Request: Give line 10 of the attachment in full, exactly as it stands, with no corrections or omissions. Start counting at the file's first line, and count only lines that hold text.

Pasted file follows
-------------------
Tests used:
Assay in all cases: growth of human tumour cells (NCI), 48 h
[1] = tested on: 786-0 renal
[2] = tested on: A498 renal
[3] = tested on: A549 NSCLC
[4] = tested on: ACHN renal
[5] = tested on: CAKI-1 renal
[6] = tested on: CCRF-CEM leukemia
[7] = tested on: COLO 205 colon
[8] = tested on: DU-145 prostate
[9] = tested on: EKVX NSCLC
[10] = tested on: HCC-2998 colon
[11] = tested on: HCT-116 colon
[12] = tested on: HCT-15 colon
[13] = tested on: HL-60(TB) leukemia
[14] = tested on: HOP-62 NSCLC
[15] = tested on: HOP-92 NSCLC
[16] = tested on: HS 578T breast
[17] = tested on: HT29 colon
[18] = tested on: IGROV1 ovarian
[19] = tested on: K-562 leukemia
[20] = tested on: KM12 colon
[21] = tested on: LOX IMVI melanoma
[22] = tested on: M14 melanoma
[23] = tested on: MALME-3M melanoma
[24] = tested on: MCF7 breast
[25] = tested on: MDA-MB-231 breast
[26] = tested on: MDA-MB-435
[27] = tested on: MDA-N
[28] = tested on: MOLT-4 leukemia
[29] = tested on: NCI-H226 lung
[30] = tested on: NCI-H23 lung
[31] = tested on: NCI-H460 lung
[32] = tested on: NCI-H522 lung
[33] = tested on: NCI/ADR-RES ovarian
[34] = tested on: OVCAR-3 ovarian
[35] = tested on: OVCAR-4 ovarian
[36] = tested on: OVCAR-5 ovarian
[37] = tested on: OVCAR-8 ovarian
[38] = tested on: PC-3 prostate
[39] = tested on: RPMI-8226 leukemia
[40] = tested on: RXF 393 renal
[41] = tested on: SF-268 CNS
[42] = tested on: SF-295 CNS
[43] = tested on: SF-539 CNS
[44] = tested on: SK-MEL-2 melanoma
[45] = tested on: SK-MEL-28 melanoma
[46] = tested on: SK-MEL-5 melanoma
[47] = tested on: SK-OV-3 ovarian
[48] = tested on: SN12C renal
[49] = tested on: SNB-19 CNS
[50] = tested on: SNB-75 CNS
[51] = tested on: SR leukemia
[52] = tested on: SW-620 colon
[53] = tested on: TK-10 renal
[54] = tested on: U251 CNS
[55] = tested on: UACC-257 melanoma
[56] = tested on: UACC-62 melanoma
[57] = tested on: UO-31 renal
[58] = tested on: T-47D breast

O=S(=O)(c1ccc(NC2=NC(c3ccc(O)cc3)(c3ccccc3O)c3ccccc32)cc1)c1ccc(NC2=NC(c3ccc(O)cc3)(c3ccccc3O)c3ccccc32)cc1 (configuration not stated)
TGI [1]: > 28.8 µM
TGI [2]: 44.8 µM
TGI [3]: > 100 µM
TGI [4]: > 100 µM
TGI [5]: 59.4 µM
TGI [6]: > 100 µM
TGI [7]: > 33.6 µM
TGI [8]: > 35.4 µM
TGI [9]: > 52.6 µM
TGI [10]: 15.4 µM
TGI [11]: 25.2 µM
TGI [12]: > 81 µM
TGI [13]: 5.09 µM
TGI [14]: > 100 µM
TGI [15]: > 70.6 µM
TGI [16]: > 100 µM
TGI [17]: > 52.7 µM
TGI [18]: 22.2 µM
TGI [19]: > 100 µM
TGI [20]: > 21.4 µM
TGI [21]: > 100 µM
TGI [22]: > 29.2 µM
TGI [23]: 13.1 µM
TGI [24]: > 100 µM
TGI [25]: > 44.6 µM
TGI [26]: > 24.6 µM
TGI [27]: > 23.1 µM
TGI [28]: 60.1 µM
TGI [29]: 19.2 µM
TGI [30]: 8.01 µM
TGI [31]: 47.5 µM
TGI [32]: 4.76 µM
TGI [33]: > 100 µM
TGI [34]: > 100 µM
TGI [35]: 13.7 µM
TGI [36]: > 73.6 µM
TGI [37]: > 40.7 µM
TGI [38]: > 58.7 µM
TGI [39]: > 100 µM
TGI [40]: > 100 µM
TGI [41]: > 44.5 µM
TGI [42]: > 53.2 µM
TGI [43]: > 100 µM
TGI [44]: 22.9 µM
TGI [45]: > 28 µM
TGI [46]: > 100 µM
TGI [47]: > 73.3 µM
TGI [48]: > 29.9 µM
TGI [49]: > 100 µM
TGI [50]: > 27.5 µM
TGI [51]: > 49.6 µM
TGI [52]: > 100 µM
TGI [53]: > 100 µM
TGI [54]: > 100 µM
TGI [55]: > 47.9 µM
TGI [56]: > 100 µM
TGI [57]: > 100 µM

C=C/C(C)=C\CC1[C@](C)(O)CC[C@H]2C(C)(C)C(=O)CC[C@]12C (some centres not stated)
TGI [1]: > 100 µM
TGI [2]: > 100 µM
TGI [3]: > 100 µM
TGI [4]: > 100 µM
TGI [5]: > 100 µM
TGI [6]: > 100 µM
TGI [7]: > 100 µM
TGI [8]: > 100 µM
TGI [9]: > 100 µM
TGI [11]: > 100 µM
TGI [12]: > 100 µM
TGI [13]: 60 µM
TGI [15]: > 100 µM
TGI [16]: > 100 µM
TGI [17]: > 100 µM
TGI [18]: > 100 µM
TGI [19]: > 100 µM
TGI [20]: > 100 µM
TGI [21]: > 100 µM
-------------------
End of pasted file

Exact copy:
[8] = tested on: DU-145 prostate